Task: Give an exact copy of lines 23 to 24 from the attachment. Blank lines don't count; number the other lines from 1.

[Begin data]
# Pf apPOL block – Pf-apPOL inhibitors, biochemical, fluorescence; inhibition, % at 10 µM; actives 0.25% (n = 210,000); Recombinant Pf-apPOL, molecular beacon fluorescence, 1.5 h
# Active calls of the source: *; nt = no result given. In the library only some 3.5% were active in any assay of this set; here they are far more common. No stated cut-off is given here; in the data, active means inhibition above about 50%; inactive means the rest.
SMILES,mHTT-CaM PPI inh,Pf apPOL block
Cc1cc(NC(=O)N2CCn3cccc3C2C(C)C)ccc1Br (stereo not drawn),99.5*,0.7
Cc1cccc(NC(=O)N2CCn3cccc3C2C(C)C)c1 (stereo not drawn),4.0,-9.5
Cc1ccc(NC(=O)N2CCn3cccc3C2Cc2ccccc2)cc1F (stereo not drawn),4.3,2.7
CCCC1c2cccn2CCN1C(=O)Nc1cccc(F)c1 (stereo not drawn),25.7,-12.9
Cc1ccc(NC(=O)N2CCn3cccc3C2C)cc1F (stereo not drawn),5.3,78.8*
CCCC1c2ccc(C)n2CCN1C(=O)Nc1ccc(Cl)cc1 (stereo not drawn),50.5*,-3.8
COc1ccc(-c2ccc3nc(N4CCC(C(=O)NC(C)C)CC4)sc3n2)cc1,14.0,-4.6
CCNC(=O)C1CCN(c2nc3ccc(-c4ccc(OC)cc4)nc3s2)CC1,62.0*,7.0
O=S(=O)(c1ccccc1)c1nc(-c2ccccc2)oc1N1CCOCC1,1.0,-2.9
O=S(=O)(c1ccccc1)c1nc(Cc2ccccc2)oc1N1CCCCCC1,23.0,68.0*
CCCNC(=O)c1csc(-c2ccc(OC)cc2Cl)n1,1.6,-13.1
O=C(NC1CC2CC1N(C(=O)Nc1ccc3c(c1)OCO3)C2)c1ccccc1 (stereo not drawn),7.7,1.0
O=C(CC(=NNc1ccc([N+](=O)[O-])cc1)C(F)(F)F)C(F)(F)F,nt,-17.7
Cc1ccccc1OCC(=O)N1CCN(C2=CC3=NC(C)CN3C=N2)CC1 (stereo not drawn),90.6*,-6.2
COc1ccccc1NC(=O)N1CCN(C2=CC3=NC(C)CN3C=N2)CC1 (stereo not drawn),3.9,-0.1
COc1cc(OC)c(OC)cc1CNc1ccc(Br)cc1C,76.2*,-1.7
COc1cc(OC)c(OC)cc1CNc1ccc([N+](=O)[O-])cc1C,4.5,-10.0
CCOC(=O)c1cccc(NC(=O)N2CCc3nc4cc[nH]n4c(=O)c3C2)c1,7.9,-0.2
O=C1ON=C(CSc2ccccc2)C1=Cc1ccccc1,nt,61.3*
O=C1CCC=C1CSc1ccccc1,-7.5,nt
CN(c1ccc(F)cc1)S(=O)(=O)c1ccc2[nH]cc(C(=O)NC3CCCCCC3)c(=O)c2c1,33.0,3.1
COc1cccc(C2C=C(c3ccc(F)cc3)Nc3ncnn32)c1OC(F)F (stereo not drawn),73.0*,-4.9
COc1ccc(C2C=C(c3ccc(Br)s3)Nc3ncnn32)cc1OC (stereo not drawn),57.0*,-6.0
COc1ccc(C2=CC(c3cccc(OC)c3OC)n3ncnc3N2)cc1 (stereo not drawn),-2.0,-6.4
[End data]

O=C1CCC=C1CSc1ccccc1,-7.5,nt
CN(c1ccc(F)cc1)S(=O)(=O)c1ccc2[nH]cc(C(=O)NC3CCCCCC3)c(=O)c2c1,33.0,3.1